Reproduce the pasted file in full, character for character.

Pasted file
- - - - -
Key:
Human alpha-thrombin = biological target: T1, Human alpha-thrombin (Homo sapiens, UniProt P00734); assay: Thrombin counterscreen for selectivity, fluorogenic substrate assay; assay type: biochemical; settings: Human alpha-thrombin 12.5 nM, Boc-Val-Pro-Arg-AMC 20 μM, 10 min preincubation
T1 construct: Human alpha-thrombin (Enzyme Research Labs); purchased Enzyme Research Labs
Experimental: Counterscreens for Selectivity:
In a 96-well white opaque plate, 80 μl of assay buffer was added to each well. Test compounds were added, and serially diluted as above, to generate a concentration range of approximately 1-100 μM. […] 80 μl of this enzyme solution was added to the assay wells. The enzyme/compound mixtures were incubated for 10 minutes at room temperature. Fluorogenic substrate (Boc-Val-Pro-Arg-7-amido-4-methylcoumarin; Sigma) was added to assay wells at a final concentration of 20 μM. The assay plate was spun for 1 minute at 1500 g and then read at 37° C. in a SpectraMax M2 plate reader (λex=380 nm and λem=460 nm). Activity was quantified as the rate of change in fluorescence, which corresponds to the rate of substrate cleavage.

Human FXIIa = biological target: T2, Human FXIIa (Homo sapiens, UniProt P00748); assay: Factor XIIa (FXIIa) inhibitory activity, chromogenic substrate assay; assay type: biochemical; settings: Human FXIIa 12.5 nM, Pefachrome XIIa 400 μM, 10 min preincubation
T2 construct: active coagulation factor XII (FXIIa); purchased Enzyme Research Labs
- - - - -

Key:
Human alpha-thrombin = biological target: T1, Human alpha-thrombin (Homo sapiens, UniProt P00734); assay: Thrombin counterscreen for selectivity, fluorogenic substrate assay; assay type: biochemical; settings: Human alpha-thrombin 12.5 nM, Boc-Val-Pro-Arg-AMC 20 μM, 10 min preincubation
T1 construct: Human alpha-thrombin (Enzyme Research Labs); purchased Enzyme Research Labs
Experimental: Counterscreens for Selectivity:
In a 96-well white opaque plate, 80 μl of assay buffer was added to each well. Test compounds were added, and serially diluted as above, to generate a concentration range of approximately 1-100 μM. […] 80 μl of this enzyme solution was added to the assay wells. The enzyme/compound mixtures were incubated for 10 minutes at room temperature. Fluorogenic substrate (Boc-Val-Pro-Arg-7-amido-4-methylcoumarin; Sigma) was added to assay wells at a final concentration of 20 μM. The assay plate was spun for 1 minute at 1500 g and then read at 37° C. in a SpectraMax M2 plate reader (λex=380 nm and λem=460 nm). Activity was quantified as the rate of change in fluorescence, which corresponds to the rate of substrate cleavage.

Human FXIIa = biological target: T2, Human FXIIa (Homo sapiens, UniProt P00748); assay: Factor XIIa (FXIIa) inhibitory activity, chromogenic substrate assay; assay type: biochemical; settings: Human FXIIa 12.5 nM, Pefachrome XIIa 400 μM, 10 min preincubation
T2 construct: active coagulation factor XII (FXIIa); purchased Enzyme Research Labs